Well, business analysis aside I'm happy to say I'm getting a Vita at launch, and most likely I'm going to download Touch My Katamari straight away. I'm also intrigued by Escape Plan. And well, you can never go wrong with Wipeout. The only problem I see is the battery time, hopefully more planes will come equipped with power plugs in every seat in the future...
Events, events, and more events.
It's that time of the year when the marketing machines of game companies start moving in to a higher gear again after the holidays - the result is a lot of events to attend.
I spent last Thursday and Friday in the company of Paradox Interactive as they kicked off the year with their annual convention. Tomorrow, I'm taking a look at EA's free-to-play titles and Friday sees me looking at Mass Effect 3 and Syndicate. In between, I'm visiting a couple of independent developers and Monday has been pegged for a Prototype 2 event.
Lots to do, but lots of fun. Naturally, Mass Effect 3 has me giddy with excitement, but there is a lot more to be excited about during this stacked first quarter.
Events are typically somewhat force feeding us with your typical PR spiel, but sometimes video interviews are a way to get away from that. It's harder to just repeat PR lines when you're asked a question with a camera filming you and a mic shoved in your face. Not that we're trying to unearth any dirty secrets, but getting relaxed and honest answers are often desirable for all parties involved. Anyway, you can look forward to a lot of stuff coming online over the next couple of weeks.
Pictured: Yours truly hunched over his laptop at the Paradox Interactive Convention outside of Stockholm.
Happy new year!
A new year brings with it the opportunity for a fresh start and a chance to review your path in life, or so they say. I don't think you need to get a new calendar to do those things, but fair enough, it's always good to reflect. And I think a week or so off work for the three of us on staff here at Gamereactor UK will provide plenty of new ideas and improved ways of doing things we do day-to-day.
I haven't spent all that much time playing games, but I've probably put another 20 hours or so into Football Manager 2012 and Skyrim over the break. I'm actually thinking of going for a perfect gamerscore with Skyrim, it's not that difficult (albeit time consuming) and hopefully I won't tire of it before it's done.
January also means a lot of planning. On a personal note I'm moving to a larger apartment, but as far as Gamereactor goes it's the perfect time to look over what events to prioritise for this calendar year. As I spend a lot of time making sure GRTV gets the best possible interviews, and the changing winds as events like PAX and Comic-Con grow in importance are being noted. Hopefully, we'll attend both of those events this year. Nothing beats E3, of course, and Gamescom and GDC always provide us will solid amounts of content. How will TGS play out this year? Who knows... we'll have to wait and see.
Anyway, I hope all of your breaks were just as refreshing as mine - and now I just need to shake away those lingering mementos from the new year's eve party and I'll be back to full strength.
The "new" Bejeweled Blitz
PopCap Games have been making some adjustments to their Bejeweled offerings on AppStore. The old trusted Bejeweled 2 + Blitz has been removed (you can still play it if you've got it), and replaced with Bejeweled (based on Bejeweled 3 with three modes - classic, zen and diamond mine) and the free and micro-transaction based Bejeweled Blitz.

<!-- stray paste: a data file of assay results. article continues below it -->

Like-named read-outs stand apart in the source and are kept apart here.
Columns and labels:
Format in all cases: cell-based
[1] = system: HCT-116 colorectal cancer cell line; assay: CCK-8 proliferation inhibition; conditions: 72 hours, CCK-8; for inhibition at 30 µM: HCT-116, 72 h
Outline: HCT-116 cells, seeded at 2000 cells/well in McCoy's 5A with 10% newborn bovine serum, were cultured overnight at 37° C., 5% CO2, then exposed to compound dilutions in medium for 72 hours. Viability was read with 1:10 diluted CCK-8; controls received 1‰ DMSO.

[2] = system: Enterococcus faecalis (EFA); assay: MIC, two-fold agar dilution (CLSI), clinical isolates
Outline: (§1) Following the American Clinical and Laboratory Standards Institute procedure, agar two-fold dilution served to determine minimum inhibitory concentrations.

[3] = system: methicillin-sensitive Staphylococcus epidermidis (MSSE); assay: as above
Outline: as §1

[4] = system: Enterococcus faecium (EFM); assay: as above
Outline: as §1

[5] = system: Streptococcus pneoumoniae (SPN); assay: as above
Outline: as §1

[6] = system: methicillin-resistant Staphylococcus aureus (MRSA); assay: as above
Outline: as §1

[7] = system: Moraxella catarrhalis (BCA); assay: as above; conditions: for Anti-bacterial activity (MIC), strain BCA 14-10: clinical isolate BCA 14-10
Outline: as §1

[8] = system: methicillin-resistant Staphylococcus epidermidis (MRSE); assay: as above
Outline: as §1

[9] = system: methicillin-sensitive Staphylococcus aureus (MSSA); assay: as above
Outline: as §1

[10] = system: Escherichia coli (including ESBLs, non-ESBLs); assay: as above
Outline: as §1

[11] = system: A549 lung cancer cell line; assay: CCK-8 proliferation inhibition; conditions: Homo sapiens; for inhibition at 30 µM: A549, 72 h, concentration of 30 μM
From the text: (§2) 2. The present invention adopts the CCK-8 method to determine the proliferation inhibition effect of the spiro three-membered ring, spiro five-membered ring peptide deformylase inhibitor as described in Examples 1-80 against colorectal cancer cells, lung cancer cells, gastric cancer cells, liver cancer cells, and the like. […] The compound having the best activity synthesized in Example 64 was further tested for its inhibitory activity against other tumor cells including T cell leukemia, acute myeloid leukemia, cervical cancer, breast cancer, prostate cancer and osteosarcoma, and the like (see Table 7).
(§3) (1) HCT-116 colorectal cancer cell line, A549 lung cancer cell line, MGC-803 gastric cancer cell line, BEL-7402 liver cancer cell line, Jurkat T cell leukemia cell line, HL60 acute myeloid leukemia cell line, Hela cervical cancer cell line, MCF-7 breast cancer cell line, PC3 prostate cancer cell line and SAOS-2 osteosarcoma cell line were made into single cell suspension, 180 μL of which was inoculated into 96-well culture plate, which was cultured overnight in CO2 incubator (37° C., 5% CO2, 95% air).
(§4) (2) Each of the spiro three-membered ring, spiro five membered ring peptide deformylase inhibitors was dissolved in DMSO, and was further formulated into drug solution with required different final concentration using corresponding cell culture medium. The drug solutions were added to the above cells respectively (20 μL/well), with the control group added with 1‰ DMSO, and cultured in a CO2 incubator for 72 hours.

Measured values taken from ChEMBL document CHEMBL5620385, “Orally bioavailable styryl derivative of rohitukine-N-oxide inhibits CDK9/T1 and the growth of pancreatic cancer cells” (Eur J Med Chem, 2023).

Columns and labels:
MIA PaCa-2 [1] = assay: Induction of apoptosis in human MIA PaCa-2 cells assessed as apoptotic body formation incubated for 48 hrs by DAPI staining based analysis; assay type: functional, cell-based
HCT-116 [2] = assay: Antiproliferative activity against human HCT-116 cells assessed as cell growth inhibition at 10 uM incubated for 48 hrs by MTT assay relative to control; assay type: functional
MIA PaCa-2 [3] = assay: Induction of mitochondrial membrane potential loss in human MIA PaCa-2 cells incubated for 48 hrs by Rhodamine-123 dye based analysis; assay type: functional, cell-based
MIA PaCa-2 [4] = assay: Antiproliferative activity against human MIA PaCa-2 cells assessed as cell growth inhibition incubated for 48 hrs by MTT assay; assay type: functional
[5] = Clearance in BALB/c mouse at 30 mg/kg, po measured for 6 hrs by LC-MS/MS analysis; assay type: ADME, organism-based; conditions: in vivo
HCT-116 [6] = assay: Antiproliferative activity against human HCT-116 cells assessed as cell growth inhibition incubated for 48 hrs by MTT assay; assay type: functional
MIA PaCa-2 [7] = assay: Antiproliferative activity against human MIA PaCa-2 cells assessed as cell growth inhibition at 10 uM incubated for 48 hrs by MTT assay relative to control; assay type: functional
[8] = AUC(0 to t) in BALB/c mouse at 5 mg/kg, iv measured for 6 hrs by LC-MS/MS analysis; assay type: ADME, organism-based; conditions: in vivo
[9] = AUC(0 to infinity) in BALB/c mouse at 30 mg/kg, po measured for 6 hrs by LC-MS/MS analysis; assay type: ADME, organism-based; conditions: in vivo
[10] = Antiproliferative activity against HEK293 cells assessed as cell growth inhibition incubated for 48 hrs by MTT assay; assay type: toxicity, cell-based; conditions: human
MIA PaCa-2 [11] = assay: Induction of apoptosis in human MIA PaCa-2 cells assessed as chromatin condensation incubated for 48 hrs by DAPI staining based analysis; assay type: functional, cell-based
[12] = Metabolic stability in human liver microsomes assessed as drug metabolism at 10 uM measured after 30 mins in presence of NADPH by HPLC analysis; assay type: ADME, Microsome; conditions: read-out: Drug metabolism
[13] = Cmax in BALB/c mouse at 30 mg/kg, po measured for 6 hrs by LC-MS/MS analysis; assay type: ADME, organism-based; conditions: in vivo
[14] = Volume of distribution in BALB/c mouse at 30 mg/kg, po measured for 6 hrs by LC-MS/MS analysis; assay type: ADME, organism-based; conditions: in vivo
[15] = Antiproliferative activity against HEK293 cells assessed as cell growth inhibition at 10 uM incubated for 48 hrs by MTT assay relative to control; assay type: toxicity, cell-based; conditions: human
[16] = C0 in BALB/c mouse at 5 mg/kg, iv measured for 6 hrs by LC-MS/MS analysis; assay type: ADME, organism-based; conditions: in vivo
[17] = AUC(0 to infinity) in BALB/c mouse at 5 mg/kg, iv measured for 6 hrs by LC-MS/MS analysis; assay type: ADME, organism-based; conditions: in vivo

Blitz is a favourite game mode of mine - use crazy multipliers to get the highest possible score in 60 seconds - and the free app is essentially the same version of the game as it was previously. Some tweaks have been made, and for some reason I can't reach stats through the app (maybe it's kept on Facebook or something?!?).
As far as the new Bejeweled goes, I'm not that much into Diamond Mine anymore, even if it is a well crafted game mode. Hopefully, PopCap will bring out some other modes from Bejeweled 3 to AppStore down the line. I'd love to see Lightning for instance.
Games make for great gifts
The headline pretty much says it all. Games make great gifts, and if you're well informed you can pick up great gaming gifts on the cheap this time of year. While, most parents canvass the latest releases for fitting gifts, I'm the uncle who spots one or two older but brilliant games that may very well steal some of the attention away from FIFA, Modern Warfare, Battlefield, Halo and all the usual suspects.
I just picked up Deus Ex: Human Revolution and L.A. Noire for £10 each at Play.com's seasonal sales. Great gifts. And there is more. Got a kid looking for a racing game? Don't go the latest Need for Speed, but rather look for last year's Hot Pursuit - it's a better game and you will find it at a better price. We're at that point of the generation where there's an abundance of great slightly older games available.
But there are also digital gifts. Picking up a few extra copies of games on Steam and gifting them to friends at Christmas is a great way of getting your friends in on multiplayer titles they would otherwise overlook (while at the same time reminding them you care).
There are lots of options, but games are just a perfect fit for the holidays as people have plenty of time to experience them. And giving a game to someone who was expecting something entirely different can also be a great thing (although a bit risky).
Anyway, canvass the online shops for good deals on great games (there are plenty of cheap crap as well, so steer clear of that) - and stock up.
Wheelin' and Dealin'
Got tasked with writing another blog entry today, and quite frankly forced myself into writing about something other than Skyrim. I'm still enjoying that frozen frontier tremendously.